The brutal murders of several children are prompting calls for Turkey to bring back the death penalty and leading the government to toughen sentences for child killers.
Turkey abolished capital punishment more than a decade ago as part of Ankara's bid to enter the European Union, but calls to bring it back have gained volume since the gruesome killings.
Yusuf Yigitalp, deputy leader of the Islamic Saadet (Felicity) Party, said scrapping the death penalty had sparked a surge in crimes and bringing it back was a "must".
"Today capital punishment is applied in Western countries. The death penalty is in place in the United States and in Europe for certain crimes," he told the conservative Milli Gazete newspaper.
Ankara abolished capital punishment in 2002 as part of reforms to aid its EU bid, enshrining it in its constitution two years later.
Prime Minister Recep Tayyip Erdogan said that reintroducing capital punishment was impossible if Turkey wanted to join the European bloc and the government would instead work to ensure full-life sentences for child murders.
"These incidents are a kind of capital offence," Erdogan said. "An aggravated life sentence is on our agenda even if we cannot reinstate [the death penalty]."
Aggravated murder in Turkey means full-life imprisonment.
The calls to reintroduce state executions come after several gruesome child murders.
In one, a girl, aged six, was tortured and set on fire, according to preliminary police findings reported in Turkish media.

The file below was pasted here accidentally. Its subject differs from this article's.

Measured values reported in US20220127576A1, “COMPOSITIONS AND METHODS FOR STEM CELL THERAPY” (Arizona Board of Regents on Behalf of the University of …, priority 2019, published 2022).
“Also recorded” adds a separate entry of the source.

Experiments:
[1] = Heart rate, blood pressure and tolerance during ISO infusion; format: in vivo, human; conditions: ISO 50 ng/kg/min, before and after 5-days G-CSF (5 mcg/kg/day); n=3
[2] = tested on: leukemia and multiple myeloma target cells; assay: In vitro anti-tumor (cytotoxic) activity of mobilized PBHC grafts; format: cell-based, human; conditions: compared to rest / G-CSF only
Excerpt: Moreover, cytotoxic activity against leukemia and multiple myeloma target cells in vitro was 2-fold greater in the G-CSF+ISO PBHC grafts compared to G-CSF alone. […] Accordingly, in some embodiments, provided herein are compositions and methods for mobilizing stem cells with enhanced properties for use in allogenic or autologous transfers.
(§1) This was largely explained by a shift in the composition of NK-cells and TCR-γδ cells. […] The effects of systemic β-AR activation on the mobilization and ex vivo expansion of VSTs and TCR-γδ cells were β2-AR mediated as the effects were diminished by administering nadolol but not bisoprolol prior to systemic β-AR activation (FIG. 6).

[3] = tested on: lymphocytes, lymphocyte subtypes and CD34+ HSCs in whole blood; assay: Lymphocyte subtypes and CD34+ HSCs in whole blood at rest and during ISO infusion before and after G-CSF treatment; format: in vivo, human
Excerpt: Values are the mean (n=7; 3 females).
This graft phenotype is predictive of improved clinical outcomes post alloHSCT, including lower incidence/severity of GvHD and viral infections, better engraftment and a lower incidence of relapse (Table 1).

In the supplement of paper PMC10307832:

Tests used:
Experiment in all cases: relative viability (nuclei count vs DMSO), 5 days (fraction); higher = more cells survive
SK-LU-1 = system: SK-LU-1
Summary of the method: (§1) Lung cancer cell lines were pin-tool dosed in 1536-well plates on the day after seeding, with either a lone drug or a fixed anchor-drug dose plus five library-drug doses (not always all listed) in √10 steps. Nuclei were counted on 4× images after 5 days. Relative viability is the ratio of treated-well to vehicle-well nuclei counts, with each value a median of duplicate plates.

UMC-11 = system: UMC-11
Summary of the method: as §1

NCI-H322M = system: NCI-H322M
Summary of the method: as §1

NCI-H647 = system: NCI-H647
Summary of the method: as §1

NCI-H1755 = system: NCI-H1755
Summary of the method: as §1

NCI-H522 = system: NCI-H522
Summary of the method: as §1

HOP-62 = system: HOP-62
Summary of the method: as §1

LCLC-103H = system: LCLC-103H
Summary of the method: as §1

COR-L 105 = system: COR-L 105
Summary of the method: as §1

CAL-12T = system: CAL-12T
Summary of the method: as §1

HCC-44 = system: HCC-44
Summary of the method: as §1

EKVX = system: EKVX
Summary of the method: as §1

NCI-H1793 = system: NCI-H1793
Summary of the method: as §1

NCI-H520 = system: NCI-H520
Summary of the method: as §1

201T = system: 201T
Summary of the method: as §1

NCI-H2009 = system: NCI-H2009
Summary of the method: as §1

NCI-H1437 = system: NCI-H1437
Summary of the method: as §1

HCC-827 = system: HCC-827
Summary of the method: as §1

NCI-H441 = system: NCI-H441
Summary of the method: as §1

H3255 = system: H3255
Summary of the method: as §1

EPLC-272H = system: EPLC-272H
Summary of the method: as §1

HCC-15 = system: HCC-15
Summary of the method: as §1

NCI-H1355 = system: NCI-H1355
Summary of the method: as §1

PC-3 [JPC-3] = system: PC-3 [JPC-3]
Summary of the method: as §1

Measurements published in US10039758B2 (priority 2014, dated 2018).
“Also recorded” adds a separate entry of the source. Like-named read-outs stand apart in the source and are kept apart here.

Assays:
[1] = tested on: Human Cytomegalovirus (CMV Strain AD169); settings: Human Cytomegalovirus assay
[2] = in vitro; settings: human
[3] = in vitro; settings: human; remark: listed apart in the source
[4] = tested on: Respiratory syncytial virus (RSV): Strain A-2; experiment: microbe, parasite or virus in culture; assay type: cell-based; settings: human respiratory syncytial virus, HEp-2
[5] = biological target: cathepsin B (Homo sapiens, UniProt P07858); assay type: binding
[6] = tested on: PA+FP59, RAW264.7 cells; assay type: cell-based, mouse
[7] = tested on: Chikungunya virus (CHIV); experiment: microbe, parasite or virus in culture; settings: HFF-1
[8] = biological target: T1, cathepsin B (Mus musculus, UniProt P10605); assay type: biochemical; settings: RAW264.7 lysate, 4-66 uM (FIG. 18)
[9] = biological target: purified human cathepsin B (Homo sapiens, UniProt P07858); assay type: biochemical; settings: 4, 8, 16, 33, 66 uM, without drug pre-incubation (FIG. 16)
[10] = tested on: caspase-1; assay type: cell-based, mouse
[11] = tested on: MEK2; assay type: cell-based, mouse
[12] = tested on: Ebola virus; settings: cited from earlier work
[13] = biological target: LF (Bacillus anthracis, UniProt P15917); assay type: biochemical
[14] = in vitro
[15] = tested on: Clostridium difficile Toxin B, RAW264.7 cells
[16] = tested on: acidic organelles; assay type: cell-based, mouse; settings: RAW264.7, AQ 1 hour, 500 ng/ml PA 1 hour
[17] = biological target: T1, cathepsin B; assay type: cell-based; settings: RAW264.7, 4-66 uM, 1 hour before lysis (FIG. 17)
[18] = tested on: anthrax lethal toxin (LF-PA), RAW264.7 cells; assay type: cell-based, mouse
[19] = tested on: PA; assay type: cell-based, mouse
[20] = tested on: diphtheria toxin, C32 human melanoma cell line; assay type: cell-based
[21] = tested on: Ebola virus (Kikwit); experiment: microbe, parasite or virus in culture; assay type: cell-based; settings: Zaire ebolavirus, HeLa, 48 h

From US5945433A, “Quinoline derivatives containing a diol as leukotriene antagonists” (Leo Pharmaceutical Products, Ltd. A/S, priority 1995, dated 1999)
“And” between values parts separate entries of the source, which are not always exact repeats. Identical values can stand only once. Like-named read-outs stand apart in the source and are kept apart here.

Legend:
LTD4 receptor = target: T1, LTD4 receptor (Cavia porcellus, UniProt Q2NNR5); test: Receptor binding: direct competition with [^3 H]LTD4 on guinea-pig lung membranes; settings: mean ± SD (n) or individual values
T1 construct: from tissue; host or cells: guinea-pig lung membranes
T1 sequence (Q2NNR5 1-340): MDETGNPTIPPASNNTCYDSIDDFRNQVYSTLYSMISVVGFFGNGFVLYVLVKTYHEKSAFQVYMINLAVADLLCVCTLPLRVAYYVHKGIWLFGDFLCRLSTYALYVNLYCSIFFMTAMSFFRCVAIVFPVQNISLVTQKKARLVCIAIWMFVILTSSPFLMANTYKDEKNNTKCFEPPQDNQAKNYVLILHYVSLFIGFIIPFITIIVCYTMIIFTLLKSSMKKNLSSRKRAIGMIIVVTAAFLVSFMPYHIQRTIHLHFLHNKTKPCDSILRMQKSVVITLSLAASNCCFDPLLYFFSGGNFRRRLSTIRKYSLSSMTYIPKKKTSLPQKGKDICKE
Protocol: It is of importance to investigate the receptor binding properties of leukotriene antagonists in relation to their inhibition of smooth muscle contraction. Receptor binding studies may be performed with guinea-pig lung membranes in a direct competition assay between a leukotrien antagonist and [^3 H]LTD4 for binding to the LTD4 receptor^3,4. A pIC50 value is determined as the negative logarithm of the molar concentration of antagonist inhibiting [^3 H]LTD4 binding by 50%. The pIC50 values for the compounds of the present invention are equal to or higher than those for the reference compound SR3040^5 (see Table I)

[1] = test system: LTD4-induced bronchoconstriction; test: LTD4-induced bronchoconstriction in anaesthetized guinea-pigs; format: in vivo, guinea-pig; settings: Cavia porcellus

The suspected murderer, described only as being 20 years old, reportedly confessed to the crime, saying he had lured the girl into his car by saying they were going for a picnic before tying her up and attacking her.
"I closed my eyes and stabbed her. She fell down. I poured [petrol] on her and lit it with a match. She started to scream," he was quoted as saying by the Hurriyet daily.
In another shocking killing earlier in the month, a boy aged nine was found raped and strangled in the eastern province of Kars.
Surveillance cameras showed the suspect, aged 23, driving the boy to a remote spot where he committed the crime.
And two weeks ago, a boy aged four was reportedly found savagely murdered in a barn in the Aegean province of Aydin.
The killings have also sparked criticism of government efforts to address the issue after Family Minister Aysenur Islam urged parents to take steps such as teaching their children to scream.
"They should also know how to behave when they meet a stranger, the same as how they should know their hands will burn when they touch fire," she said on April 30.
"Our children need to scream in order to make their environment aware when they face a situation which they do not want," Islam said.
But Ezgi Koman, children rights centre co-ordinator at Gundem Cocuk (Agenda Child) Association, said it was a "superficial proposal" that showed the state had no idea how to tackle the problem of child safety. "It is apparent that screaming does not work in most cases. Many children are kidnapped with their mouths covered," she said. "The state's basic responsibility is to create a secure environment."
The association said 633 children were killed in Turkey last year, up from 609 in 2012.
Aylin Ilden, a child psychologist, said the public outrage over the string of murders did not reflect a surge in such crimes.
"These things have always happened, both in Turkey and in the world," she said.
Ilden said most abuse happened within a family environment, where most children felt secure.
"Intra-family child sexual abuse cases are usually whitewashed in Turkey as they are an embarrassment," she said.